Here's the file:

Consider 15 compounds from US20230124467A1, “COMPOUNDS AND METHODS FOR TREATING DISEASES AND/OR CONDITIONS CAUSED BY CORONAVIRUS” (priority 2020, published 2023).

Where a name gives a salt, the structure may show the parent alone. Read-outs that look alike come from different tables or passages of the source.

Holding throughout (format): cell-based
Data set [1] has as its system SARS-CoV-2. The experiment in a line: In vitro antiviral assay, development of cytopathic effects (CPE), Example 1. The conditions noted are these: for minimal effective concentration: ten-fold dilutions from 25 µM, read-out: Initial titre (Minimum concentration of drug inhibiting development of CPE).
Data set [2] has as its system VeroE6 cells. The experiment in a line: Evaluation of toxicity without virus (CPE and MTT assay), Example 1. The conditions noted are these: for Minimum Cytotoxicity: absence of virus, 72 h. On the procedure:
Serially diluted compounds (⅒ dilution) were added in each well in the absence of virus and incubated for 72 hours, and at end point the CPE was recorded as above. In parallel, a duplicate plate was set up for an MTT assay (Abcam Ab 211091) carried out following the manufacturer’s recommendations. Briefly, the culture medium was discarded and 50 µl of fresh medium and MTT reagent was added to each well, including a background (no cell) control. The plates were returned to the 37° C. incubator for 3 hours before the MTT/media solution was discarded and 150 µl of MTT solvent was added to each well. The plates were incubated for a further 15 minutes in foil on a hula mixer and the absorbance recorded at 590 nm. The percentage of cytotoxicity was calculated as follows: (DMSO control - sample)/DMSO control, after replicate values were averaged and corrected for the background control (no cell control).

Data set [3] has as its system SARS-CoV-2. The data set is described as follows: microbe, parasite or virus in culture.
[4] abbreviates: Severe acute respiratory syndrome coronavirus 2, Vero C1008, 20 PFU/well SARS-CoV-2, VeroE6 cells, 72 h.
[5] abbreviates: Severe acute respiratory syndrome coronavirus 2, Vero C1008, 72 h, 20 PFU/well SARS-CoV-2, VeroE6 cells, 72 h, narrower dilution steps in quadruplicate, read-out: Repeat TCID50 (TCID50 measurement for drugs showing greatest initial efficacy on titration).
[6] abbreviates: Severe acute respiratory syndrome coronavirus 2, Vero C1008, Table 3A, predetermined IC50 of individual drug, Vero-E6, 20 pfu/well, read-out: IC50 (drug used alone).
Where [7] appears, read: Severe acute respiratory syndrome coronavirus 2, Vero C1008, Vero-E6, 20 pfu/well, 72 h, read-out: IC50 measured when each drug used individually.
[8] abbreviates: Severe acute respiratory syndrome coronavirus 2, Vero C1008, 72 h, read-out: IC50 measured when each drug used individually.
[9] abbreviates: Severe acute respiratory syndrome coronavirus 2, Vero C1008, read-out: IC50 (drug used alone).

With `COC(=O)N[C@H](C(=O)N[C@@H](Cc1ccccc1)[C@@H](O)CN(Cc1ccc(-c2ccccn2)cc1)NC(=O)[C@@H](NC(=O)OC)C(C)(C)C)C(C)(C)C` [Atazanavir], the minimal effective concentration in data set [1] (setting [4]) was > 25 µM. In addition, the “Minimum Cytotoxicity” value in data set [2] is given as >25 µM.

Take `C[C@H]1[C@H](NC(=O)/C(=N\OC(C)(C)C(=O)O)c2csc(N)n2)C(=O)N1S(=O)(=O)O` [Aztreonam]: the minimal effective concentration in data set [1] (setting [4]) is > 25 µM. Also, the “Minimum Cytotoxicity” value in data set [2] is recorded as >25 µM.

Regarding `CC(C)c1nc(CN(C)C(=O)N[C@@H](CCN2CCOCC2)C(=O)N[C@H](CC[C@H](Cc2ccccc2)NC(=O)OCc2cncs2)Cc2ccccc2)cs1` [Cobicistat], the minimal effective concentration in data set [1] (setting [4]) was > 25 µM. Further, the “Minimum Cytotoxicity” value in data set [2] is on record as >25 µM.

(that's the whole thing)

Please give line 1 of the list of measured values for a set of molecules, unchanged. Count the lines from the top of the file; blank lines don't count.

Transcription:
Consider 15 compounds from US20230124467A1, “COMPOUNDS AND METHODS FOR TREATING DISEASES AND/OR CONDITIONS CAUSED BY CORONAVIRUS” (priority 2020, published 2023).